Conservative MP Paul Scully apologises for ‘no-go areas’ in Tower Hamlets claim

Conservative MP for Sutton and Cheam, Paul Scully Pic: Richard Townshend 

Paul Scully, the Conservative MP for Sutton and Cheam, apologised yesterday following a backlash for his controversial comments on “no-go areas” in parts of Tower Hamlets. 

Former London minister Scully said in a BBC Radio London interview yesterday that he: “puts his hands up,” and “regrets” the language he used. 

However, he said in an interview with News Agents Podcast that he was: “slightly furious with himself” that his comments allowed his point to be misunderstood: “[What] I was trying to say was that the kind of comments that we’ve heard from Lee Anderson and others in recent days and weeks, the populist approach, sometimes is fuelled by…perceptions that people have… There are areas of this country where there are tiny, tiny groups of people that cause people to feel uncomfortable in particular areas…That might be a white…black… [or] Muslim gang…and that then tends to write off whole communities for some people…But that’s different from a no-go area in terms of the wider context…” 

Councillor Sirajul Islam, leader of Tower Hamlets Labour group said in a statement yesterday: “It says something about the state of the modern Conservative Party that its MPs feel comfortable parroting the type of comments made by far-right extremists. There aren’t any “no-go” areas in our borough and if Mr Scully feels like he can only condemn the Islamophobic comments made by his Tory colleagues, by qualifying it with tropes deployed by fascist organisations, then he’s not the ally he’d like to think he is. Our borough doesn’t need lessons from the Tories on how to beat the far right, we’ve done it plenty of times before.” 

One Tower Hamlets resident told the BBC that though Scully had apologized: “Once it’s out there, it’s out there. It’s going to cause people to feel a certain kind of way.” 

Scully had been accused of allegedly propagating Islamophobia, after his comments Monday in interviews with BBC Radio London and BBC London TV, claiming that there are “no go areas” in Tower Hamlets, a borough that is largely populated by Muslim communities, and then later defending those comments.  Scully also referred to ‘no-go’ areas in Sparkhill, an inner city area of Birmingham with a high Muslim population and which also provoked angry responses.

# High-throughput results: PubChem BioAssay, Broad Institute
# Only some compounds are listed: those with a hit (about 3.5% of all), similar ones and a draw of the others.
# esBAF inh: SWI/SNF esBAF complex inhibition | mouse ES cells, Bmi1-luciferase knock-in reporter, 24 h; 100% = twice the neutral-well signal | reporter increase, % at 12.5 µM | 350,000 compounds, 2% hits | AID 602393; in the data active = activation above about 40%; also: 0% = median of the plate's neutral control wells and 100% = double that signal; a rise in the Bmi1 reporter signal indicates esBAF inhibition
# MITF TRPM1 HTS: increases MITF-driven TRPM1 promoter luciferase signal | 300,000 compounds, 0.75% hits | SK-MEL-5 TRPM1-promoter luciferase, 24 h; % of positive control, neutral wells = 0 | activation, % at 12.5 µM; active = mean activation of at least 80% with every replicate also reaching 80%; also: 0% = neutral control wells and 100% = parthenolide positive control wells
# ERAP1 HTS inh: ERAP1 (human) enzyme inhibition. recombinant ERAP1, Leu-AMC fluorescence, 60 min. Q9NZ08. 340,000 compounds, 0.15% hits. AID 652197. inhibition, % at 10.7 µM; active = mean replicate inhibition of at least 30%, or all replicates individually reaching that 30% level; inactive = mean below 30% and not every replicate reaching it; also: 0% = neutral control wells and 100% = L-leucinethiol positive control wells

According to a Tower Hamlets Annual Resident Survey for 2023, there are 35.7% of Muslims within the borough, followed by 27.9% who have no religion or belief, and 23.5% of Christians. 

East London Mosque. Pic: AA

This comes in the wake of former Conservative chairman Lee Anderson’s suspension from the Conservative party, Monday after his claim that “Islamists control” London Mayor Sadiq Khan. 

Scully had attempted to address Anderson’s comments calling them: “…wrongheaded and really inflammatory” before his controversial comments on no-go areas in Tower Hamlets. 

Those comments drew swift criticism from both MP’s that represent Tower Hamlets, Conservative and Labour Party Members, as well as Prime Minister Rishi Sunak. 

The spokesperson for Tower Hamlets Council said in a statement yesterday: “These comments are surprising and extremely disappointing. Tower Hamlets is one of the most popular places in the country to live, work and visit … Tower Hamlets is a microcosm of an international city. We are an example of how people of all backgrounds get on together in one of the most diverse places in the country. In fact, 87% of people said they get on with each other in our recent survey of residents. As a result, Tower Hamlets is the fastest growing and most densely populated place in the UK. We also have London’s youngest population because of how dynamic and exciting our borough is.” 

Shops in Brick Lane in the centre of the borough: Pic Steve Daniels

The Home Office minister Tom Pursglove, had called for Scully to retract the comments: “I think it would be best…if that comment was withdrawn…we as politicians must always be forward leaning and on the front foot when it comes to integrating people into our communities and making sure that people are able to play a full contribution in UK society.” 

Rushana Ali, MP for Bethnal Green and Bow, tweeted on X/Twitter at the time saying: “This is exactly the exactly the kind of language that stirs up hate and division. I hope Paul Scully will apologise. He should know better and ought to be condemning racism and anti-Muslim hate rather than fuelling it”.

Apsana Begum, MP for Poplar and Limehouse, said on X/Twitter: “No-go areas” is a well-known racist trope. It’s not been misconstrued. This isn’t a frenzy. The chilling escalation in Islamophobia and targeting of our area by the far-right, is serious. Apologise and commit to not pandering racists, the far-right and their playbook again.” 

Begum had previously tweeted about the issue saying: “Politicians pandering to racists is putting my constituents at risk. Islamophobia is soaring. Locally, the East London Mosque has received bomb threats.…[I]n #TowerHamlets, we are diverse, multicultural, multiracial, people of all faiths and none, and from all around the word – and we will continue to stand together against intolerance, division and hate.” 

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